Some early thoughts on this election ...
-- That was the easy part. But if Obama runs this country with the same amount of competence that he ran his campaign, we are headed for 1,000 years of peace and prosperity.
-- Like everyone else's, my jaw like near to fell off my face when Pennsylvania was called so early last night. I don't think ANYBODY could forsee Obama by 11 points here. A juvenile part of me is tempted to copy-and-paste some of the more absurd comments I've seen in the blogosphere and elsewhere ... comments insisting, for example, that an online poll at the Post-Gazette Web site was somehow more accurate than the polls the "mainstream media" was feeding you. But this is a Historic Moment, and I guess we should rise above that.
Besides, in many ways the outcome wasn't that surprising. As this space predicted shortly before the election, this race was decided in the east. Philadelphia County alone gave Obama a lead of more than 450,000 votes, and he did well in the surrounding suburbs too. Here in the western part of the state, Obama either equalled John Kerry's performance in 2004, or slightly trailed his Democratic predecessor. In Allegheny County, for example, Kerry got 57 percent of the vote, and so did Obama. Obama lost in Beaver, where Kerry got 51 percent of the vote.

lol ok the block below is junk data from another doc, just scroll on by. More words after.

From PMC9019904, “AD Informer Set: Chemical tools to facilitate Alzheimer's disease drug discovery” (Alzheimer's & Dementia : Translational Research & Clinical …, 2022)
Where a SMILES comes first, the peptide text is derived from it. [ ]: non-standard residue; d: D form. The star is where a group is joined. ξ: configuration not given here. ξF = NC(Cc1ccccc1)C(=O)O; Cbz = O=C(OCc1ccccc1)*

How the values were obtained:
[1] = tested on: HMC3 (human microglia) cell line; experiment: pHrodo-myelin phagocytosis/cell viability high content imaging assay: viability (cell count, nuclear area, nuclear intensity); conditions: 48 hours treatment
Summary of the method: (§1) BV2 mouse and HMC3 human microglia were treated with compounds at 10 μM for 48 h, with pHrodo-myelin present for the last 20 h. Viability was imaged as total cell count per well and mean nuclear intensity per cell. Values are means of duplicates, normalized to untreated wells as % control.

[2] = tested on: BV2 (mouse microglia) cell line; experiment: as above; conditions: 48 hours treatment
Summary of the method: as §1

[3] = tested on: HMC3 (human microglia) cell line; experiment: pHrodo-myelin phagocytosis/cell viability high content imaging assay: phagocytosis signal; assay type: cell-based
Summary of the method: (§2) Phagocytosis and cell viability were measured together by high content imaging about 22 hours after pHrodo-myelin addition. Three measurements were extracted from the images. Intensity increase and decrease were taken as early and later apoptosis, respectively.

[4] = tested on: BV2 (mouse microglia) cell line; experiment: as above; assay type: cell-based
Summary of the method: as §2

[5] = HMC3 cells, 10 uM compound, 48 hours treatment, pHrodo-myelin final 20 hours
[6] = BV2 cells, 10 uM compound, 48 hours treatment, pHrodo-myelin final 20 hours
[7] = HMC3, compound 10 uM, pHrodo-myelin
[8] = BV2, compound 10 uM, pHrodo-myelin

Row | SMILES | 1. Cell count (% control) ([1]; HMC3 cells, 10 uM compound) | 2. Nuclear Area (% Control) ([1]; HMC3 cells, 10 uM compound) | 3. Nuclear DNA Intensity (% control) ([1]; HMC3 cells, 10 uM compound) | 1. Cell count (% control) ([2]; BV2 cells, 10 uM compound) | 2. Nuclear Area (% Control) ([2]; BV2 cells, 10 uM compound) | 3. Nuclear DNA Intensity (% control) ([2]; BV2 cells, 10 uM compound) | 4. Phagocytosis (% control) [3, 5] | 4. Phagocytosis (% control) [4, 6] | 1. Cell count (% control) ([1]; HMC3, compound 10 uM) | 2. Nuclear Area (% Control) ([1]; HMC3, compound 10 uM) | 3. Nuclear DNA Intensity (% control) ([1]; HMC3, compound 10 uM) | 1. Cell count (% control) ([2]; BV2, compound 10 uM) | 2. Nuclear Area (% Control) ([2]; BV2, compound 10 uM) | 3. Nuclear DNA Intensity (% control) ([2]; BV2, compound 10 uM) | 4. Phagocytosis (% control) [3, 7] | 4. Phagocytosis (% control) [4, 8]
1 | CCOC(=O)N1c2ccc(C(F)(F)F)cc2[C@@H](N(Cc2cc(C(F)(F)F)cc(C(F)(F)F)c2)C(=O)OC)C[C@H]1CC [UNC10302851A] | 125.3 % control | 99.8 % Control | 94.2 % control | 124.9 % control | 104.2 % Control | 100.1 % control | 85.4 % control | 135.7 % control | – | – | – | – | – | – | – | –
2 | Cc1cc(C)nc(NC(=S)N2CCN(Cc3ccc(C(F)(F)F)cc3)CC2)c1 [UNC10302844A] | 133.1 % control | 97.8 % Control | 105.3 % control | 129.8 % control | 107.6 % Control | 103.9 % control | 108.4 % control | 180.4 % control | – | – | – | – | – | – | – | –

-- In Congress, I'm relieved to see that the odious Lou Barletta has lost his immigrant-bashing bid to emigrate to Washington. Early this year, I worried that immigration could become a successful wedge issue for Republicans. I've never been happier to be wrong.
-- John Murtha could go on a killing spree -- could act like he accused the Marines of Haditha of acting -- and still be re-elected.
-- The fly in the ointment is Congressional District 18. My coverage of this race suggested strongly that Democratic challenger Steve O'Donnell was going to fail to topple incumbent Tim Murphy. Some insisted I was wrong about that, and I wish I had been. In fact, with all the fervor surrounding Obama, the 2006 Democratic candidate -- the distinctly unelectrifying Chad Kluko -- outperfomed O'Donnell. Kluko lost to Murphy by a nearly 16-point margin. O'Donnell lost by nearly 30 points.
Some of that is a tribute to Murphy's ability to triangulate the district, landing union backing and getting some distance from Bush on a few key issues while still hewing to a conservative line. But some of it reflects poorly on the Democratic Party apparatus out here. Last night Dems in the northwest part of the state toppled the grizzled Phil English. But down here, we can't find a Democrat who seems able to win anything more than the Democratic Primary itself.
-- Which brings me to a final thought (for now). There were a lot of hopes in some quarters that Democrats would not just win the White House, but take on a filibuster-proof majority in the Senate, swamp the House of Representatives, and so on. While Dems obviously made gains, that doesn't seem to have happened. And while I expect a (very welcome) drop in the kind of deranged e-mails I've been getting for the past few weeks, some kinds of craziness never go away. The other side isn't going to roll over, and the expectations are as high as the hopes Obama inspired. Like I said, this was the easy part.
But the nice thing is, I think we just elected a president who gets that.
I love Mel Packer!